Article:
Of course not! Unlike the rumor, most holy men do no use marijuana. It is believed that the use of it can enhance in proper meditation. But, the fact is when one is into meditation; no such addictive stuff is required. Since meditation helps one to detach from the worldly pleasure, the use of marijuana cannot be the feature of Babas.
Where do we find the real Babas?
Diamonds are often hidden in between the coals! The true search of knowledge is possible only when it is possible to dive deep down rather than only floating in the surface. In the same way, an hour or a couple of hours ‘tour may not bless you with the chance to meet the genuine Babas. In the beginning, you may only see easily available ones who are ready to give you poses for photography and ask for a Dollar! But, the gunuine Babas who completely detached from mundane world do starkly contrast to the one who would give you pose for photo. The true babas are the one who live beyond duality and hence attain the level of supreme consciousness. Hari Aum!!!!!!!!!!!!
Where do the real Babas live then?
Definitely, the genuine Babas are never after your Dollar. Instead, they don’t care any show business. But they are definitely available if you are a truth seeker, in search of love and humble to mankind. They live in Ashram often close by cemetery, temple or in the mountain caves. Hundreds and Thousands of Western Tourist visit Pashupati Nath in Kathmandu with the purpose to meet holy men. There are number of holy sadhu residing in the cementery ground of holy Pashupati.
What do the Babas do?
A million dollar question!
Satsang, , Yoga, meditation, be humble and Love to all…………are the activities they do.
Satsang: “Sat” is truth or goodness and Sang is a group. So Satsang means circle of good people. In Satsang, your objective is to find the ultimate goodness that is God himself through good connection with good people. When you are in Satsang, you feel the vibrant of positive feeling. Which helps you to feel the Bhramha, the supreme Soul?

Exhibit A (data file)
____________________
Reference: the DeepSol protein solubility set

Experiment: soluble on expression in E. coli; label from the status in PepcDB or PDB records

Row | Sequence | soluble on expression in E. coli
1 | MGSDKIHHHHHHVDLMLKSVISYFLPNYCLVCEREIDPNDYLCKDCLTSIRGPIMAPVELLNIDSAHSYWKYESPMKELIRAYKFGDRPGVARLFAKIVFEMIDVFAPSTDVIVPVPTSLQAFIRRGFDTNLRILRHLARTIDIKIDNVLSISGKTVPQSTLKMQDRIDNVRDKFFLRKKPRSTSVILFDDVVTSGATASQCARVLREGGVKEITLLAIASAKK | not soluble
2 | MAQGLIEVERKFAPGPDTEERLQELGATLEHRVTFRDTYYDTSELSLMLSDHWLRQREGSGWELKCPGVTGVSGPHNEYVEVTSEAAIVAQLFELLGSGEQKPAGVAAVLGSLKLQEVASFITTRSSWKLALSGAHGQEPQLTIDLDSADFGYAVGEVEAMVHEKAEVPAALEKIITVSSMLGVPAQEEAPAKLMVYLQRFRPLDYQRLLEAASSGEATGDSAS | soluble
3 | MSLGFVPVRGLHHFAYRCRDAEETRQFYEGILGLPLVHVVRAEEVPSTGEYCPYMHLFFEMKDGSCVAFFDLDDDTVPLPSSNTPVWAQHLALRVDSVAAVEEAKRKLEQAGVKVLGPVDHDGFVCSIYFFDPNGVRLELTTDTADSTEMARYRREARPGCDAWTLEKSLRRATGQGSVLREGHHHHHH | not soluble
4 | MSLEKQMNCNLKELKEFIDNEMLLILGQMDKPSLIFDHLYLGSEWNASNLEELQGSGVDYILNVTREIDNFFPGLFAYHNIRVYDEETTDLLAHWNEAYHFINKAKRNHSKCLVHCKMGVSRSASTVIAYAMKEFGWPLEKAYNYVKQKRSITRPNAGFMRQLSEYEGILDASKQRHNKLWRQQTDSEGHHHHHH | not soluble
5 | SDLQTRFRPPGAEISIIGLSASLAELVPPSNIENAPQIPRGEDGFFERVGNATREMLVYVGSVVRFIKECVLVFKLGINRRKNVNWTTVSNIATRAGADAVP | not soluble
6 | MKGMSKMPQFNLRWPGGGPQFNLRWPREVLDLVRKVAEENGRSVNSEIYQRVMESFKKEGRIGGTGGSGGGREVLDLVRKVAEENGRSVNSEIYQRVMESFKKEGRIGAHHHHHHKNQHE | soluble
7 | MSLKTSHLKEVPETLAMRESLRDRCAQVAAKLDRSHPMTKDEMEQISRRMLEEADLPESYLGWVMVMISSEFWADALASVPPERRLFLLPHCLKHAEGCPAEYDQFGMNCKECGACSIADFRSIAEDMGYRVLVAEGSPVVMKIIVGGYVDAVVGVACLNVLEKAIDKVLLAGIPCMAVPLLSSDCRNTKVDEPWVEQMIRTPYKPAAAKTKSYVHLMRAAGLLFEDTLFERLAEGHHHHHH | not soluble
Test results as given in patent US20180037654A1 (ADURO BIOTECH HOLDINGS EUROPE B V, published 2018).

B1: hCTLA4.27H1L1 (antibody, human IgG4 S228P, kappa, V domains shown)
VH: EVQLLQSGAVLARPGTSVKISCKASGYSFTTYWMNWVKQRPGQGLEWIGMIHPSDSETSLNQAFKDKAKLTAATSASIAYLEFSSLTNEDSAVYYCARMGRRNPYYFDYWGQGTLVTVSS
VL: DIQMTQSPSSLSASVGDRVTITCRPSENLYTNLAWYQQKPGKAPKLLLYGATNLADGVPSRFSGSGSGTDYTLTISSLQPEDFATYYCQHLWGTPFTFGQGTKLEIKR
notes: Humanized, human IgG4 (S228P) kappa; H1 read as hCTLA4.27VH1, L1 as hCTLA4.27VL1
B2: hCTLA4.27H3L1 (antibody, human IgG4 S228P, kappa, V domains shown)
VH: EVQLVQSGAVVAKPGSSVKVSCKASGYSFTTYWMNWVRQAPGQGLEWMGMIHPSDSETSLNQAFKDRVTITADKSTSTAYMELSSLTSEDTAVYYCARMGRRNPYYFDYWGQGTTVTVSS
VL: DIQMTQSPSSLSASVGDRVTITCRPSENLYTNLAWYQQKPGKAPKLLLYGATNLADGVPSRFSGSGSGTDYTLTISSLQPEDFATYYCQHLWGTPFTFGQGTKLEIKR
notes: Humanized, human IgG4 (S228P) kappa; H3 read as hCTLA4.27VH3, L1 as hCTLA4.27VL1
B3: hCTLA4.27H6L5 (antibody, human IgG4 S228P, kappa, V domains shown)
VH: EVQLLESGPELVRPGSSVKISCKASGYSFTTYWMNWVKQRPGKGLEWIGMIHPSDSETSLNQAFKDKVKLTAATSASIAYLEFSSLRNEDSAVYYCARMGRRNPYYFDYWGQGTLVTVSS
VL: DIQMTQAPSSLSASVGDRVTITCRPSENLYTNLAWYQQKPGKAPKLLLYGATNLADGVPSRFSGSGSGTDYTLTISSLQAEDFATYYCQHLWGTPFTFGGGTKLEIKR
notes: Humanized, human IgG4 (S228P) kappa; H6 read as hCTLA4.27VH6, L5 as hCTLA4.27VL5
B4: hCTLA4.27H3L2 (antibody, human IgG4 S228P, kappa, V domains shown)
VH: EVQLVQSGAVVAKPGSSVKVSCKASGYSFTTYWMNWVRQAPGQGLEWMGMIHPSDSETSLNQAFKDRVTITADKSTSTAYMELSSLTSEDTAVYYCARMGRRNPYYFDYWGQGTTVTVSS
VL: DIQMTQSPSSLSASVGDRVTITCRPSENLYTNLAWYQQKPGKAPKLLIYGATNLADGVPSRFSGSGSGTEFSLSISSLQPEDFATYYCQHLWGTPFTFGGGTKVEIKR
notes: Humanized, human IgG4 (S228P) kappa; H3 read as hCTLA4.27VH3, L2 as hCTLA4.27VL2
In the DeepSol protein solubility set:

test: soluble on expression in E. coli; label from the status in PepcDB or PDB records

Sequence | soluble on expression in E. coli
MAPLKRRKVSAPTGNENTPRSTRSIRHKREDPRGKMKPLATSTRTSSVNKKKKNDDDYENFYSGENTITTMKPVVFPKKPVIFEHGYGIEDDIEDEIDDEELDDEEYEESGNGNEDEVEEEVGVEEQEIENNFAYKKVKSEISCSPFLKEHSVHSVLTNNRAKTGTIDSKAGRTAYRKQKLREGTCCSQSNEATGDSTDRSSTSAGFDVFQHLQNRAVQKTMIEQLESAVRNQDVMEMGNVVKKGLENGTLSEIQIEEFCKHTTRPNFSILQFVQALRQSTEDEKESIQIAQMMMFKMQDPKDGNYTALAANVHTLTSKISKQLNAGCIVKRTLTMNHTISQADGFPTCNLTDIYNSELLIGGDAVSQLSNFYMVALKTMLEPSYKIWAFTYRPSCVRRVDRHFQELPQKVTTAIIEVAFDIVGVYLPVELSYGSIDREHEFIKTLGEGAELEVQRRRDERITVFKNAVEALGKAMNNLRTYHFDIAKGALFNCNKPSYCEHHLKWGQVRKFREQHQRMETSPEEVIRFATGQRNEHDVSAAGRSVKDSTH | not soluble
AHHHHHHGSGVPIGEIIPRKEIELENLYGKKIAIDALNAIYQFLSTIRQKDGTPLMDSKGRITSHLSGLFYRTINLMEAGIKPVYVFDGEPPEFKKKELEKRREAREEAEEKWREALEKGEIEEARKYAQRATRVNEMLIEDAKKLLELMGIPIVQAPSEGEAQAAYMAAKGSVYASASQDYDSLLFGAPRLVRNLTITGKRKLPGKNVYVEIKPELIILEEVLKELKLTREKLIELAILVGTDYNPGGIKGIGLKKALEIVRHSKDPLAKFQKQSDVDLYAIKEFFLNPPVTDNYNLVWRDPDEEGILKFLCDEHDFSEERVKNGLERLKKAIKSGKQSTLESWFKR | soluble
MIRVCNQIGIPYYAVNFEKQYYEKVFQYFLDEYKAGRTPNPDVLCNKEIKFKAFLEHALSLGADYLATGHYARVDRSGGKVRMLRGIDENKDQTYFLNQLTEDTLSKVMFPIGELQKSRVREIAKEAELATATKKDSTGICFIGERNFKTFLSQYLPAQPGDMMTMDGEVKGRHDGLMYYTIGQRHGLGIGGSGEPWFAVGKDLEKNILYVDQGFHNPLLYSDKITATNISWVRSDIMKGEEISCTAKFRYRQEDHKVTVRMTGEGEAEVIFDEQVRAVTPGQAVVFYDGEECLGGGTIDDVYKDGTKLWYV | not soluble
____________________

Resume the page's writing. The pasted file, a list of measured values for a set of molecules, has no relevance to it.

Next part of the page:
Yoga: The holy men are known for their exquisite skill of Yoga. The experienced Sadhus can do 84 different yoga Postures.
Meditation: They are familiar with Chakra meditation. Our Body has 7 main energy point known as Chakras. The genuine holy men are in practice to activate all the Chakras making it possible to recognize or learn Bhrama (Supreme Soul).
Humbleness and love: The holy men are very generous, compassionate and loving to all living things.
Durbar means palace. Aesthetically, among the three Palace areas in Kathmandu, this is rated as the most enthralling. The palaces was meant for accommodation and temples are juxtaposed in parallel line on the either side of open square. The palace is embellished with magnificent Digu Taleju ( A temple dedicated to th Royal Clan Goddess Taleju) Krishna temple, Bhimsen Temple, Mahadev and Bishnu temple etc. They stand as a testimony of ancient civilization, their expertise in wood carving, stone carving, Newari architecture and an art of expressing their philosophy in symbol (symbolism).
Usually, you will spot this area with full of visitors (both local and International) for admiring the art and in some corner feeding pegions or for leisurely chitchat.
A couple of minutes’ walk to south of Durbar squar is located the Mahabaudha Temple. Built in 14th century, this is a Buddhist Temple made ofBTerracotta. This Shikhar style temple has the face of Buddha on each brick. So, it is also known as Thousand Buddha Temple. In terms of its architecture, the temple is a replica of Saranath Temple in India.
3.Rudra Barna Mahavihar
Close by Mahabaudah is Rudra Barna Mahabihar. The Bihar or Monastry is a museum in itself with score of Buddhist sculpter, animal figures and a Statue of Rana Prime Minister Juddha Shumsher.
Now we walk back to the Palace through bustling market place. After walking a couple of minutes to the other side of the palace is another legendry monument to stun the visitor. Commonly it is called by Golden Temple because the temples inside this Buddhist monastery is cladded with gold plated copper.